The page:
Lear­ning from mista­kes: 3 tips on data pro­tec­tion in the finan­cial sector

Pro­tec­ting con­fi­den­ti­al infor­ma­ti­on and cus­to­mer data is essen­ti­al in the finan­cial indus­try. In addi­ti­on to clear cus­to­mer expec­ta­ti­ons, com­pa­nies must in par­ti­cu­lar meet the strict requi­re­ments of the Gene­ral Data Pro­tec­tion Regu­la­ti­on (GDPR). Our expe­ri­ence and the acti­vi­ty reports of the data pro­tec­tion super­vi­so­ry aut­ho­ri­ties show that this is not always easy. In this artic­le, we pro­vi­de infor­ma­ti­on on the three most com­mon data brea­ches in the finan­cial indus­try and tips on how to avo­id them:

  1. Incor­rect dis­patch of cus­to­mer let­ters and account state­ments
    Many peo­p­le can pro­ba­b­ly attest to this error based on their own expe­ri­ence: A brief moment of care­less­ness and the e‑mail was sent to the wrong addres­see. It is the­r­e­fo­re not sur­pri­sing that the incor­rect sen­ding of cus­to­mer let­ters, and account state­ments, is one of the most fre­quent data pro­tec­tion brea­ches in the finan­cial indus­try. Tech­ni­cal mea­su­res can pro­vi­de a reme­dy. For exam­p­le, a war­ning in the case of a lar­ge num­ber of reci­pi­ents, a request to veri­fy the addres­sees, or a tech­ni­cal release requi­re­ment can be intro­du­ced to pre­vent the incor­rect mailing.
  2. Unaut­ho­ri­zed access to cus­to­mer data by employees
    Data pro­tec­tion vio­la­ti­ons also fre­quent­ly result from unaut­ho­ri­sed access to cus­to­mer data by employees of a cre­dit insti­tu­ti­on. Data pro­tec­tion super­vi­so­ry aut­ho­ri­ties regu­lar­ly report cases in which employees, whe­ther due to a per­so­nal con­nec­tion or “purely for inte­rest”, access cus­to­mer data such as account infor­ma­ti­on for no busi­ness reason. In addi­ti­on to orga­ni­sa­tio­nal requi­re­ments, the intro­duc­tion of an aut­ho­ri­sa­ti­on con­cept can be con­side­red to pre­vent such vio­la­ti­ons. In such con­cept, access aut­ho­ri­sa­ti­ons are defi­ned on the basis of cate­go­ries that are redu­ced to the mini­mum requi­red in each case. At the same time, a traceable log­ging of acces­ses should be set up and ran­dom­ly checked.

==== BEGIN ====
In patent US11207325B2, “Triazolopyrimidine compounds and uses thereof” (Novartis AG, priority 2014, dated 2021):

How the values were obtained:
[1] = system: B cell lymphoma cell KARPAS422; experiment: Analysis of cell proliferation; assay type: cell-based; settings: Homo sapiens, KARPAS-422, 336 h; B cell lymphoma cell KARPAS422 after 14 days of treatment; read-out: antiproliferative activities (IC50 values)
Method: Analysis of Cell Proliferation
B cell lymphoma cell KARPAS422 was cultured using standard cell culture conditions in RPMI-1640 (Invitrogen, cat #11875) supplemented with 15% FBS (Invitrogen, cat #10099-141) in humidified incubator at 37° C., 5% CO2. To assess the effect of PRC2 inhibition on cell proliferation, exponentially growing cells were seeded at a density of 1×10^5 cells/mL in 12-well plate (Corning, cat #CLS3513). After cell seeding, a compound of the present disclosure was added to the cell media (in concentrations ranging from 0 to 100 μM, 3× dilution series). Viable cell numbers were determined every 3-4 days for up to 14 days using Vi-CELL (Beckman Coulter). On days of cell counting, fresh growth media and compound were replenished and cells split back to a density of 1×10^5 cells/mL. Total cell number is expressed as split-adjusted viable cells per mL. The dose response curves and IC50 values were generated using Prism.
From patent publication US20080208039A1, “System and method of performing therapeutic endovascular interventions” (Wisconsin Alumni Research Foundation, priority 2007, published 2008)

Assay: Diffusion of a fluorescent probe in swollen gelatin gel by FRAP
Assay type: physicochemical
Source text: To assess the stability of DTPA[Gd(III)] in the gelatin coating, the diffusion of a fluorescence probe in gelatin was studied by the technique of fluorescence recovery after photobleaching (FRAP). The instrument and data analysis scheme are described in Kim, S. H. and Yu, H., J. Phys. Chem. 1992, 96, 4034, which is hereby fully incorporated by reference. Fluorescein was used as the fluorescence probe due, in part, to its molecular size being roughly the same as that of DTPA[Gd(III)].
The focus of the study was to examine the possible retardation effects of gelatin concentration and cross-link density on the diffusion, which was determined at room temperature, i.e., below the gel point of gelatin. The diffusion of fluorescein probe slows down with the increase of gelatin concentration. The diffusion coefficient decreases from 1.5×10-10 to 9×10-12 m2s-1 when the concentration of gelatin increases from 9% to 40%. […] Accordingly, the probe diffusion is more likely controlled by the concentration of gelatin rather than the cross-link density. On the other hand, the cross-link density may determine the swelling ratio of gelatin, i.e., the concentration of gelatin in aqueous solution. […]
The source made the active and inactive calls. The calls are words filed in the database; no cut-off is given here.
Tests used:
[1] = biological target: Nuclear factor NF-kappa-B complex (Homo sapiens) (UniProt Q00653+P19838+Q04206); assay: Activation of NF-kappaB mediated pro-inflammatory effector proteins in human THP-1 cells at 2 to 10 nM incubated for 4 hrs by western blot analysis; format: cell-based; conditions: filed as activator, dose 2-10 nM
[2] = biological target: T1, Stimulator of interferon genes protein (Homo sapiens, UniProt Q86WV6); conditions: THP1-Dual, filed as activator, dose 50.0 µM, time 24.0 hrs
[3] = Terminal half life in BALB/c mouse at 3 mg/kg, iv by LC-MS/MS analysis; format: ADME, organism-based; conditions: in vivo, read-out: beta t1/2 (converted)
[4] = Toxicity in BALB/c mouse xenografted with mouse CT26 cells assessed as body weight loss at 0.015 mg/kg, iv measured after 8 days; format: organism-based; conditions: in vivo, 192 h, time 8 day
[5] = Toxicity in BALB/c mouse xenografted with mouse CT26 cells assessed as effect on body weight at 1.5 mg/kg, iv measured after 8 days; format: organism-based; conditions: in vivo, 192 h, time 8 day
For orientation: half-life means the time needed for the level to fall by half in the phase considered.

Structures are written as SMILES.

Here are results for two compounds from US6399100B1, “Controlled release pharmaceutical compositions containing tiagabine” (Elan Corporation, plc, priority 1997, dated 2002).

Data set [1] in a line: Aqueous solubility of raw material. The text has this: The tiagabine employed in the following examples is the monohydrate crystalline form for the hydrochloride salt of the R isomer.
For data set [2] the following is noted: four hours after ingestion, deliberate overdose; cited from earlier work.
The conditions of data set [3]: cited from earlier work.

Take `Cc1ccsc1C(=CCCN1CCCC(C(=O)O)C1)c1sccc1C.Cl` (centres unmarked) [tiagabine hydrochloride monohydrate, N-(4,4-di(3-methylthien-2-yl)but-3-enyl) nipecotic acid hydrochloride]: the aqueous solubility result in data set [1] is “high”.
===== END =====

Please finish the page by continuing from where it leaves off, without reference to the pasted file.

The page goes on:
3. Ina­de­qua­te manage­ment of requests for infor­ma­ti­on
    As in all indus­tries, the num­ber of requests for infor­ma­ti­on from cus­to­mers is on the rise in the finan­cial sec­tor. Dif­fi­cul­ties often ari­se in respon­ding to a request in a time­ly and com­ple­te man­ner. It is not uncom­mon for cus­to­mers to under­stand a request for infor­ma­ti­on as a “free (second) account state­ment”. While the Bava­ri­an data pro­tec­tion super­vi­so­ry aut­ho­ri­ty is of the opi­ni­on that only the infor­ma­ti­on con­tent is to be com­mu­ni­ca­ted, the Hig­her Regio­nal Court of Munich ruled that data sub­jects have a right to recei­ve the infor­ma­ti­on in the form in which it is available to the data con­trol­lers. For respon­ding to requests for infor­ma­ti­on, pro­ce­du­res should be defi­ned for the enti­re hand­ling of the request from its receipt to its respon­se, inclu­ding inter­nal responsibilities.


In our expe­ri­ence, the finan­cial indus­try as a who­le is alre­a­dy well posi­tio­ned in terms of com­pli­ance with data pro­tec­tion requi­re­ments. As the decis­i­ons of data pro­tec­tion super­vi­so­ry aut­ho­ri­ties and courts make clear, errors nevert­hel­ess occur time and again, which, not least becau­se of the high expec­ta­ti­ons of cus­to­mers, are usual­ly par­ti­cu­lar­ly serious. It is the­r­e­fo­re wort­hwhile to learn from known mista­kes and to pro­vi­de for appro­pria­te mea­su­res to avo­id cor­re­spon­ding violations.


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